By 1896, Jarry had been experimenting for two years with composite illustrations and with the integration of found imagery and original woodcuts. He had sometimes passed off his own primitive drawings and prints as woodcuts; he had recycled imagery in multiple publications and pursued his interest in early typography; and he had used the practice of assembling texts and images to create new conceptions of printed matter. These early investigations persisted in Perhinderion using almost no original content of his own. Jarry’s creative gestures registered indirectly, however. This spread appears to be a facsimile. It is actually a collage of multiple pages Jarry chose from a sixteenth-century book.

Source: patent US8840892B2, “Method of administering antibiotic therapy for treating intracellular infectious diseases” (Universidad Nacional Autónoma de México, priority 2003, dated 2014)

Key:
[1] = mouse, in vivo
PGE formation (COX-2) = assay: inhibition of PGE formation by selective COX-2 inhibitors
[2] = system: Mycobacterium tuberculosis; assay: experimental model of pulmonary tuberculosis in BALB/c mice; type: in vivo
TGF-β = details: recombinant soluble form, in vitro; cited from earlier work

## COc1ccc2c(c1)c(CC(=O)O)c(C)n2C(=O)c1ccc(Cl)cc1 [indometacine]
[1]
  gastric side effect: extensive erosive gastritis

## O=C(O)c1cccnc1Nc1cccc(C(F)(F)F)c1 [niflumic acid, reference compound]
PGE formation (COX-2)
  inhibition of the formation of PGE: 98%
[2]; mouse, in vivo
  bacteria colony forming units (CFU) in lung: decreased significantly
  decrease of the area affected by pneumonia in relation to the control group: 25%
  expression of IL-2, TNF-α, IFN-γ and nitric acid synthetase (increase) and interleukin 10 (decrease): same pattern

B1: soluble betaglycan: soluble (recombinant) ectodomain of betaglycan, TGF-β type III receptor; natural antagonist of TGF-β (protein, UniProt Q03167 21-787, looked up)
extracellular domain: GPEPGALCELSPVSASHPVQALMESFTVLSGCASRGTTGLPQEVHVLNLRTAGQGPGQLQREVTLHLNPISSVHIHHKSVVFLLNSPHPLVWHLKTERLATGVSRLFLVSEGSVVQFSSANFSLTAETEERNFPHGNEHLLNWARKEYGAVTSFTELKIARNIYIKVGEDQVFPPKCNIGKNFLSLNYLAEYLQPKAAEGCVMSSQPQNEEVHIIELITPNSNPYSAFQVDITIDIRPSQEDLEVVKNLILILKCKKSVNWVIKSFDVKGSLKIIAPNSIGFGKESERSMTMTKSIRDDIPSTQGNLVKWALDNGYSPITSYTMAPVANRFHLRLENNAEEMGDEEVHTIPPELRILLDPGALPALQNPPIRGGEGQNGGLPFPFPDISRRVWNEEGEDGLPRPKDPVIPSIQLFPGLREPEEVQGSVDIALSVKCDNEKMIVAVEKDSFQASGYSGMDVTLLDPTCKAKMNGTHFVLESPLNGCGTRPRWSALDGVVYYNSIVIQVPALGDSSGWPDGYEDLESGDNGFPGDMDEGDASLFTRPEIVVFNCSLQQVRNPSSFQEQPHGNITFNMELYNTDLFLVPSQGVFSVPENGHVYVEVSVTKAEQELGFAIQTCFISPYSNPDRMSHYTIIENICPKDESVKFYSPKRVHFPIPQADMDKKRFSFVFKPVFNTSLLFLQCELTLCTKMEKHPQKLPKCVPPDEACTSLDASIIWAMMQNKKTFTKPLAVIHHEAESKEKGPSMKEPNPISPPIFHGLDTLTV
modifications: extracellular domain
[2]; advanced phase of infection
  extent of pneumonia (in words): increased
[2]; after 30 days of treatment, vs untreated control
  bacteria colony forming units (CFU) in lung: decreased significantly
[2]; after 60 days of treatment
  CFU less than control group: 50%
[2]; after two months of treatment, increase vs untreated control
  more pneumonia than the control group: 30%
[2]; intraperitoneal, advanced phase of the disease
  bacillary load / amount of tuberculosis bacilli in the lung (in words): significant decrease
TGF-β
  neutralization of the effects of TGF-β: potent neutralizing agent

Composite page designs based on Sebastian Münster’s La cosmographie universelle (1552), in Perhinderion, no. 1 (March 1896). The Morgan Library & Museum, New York. Gift of Robert J. and Linda Klieger Stillman, 2017. PML 197086.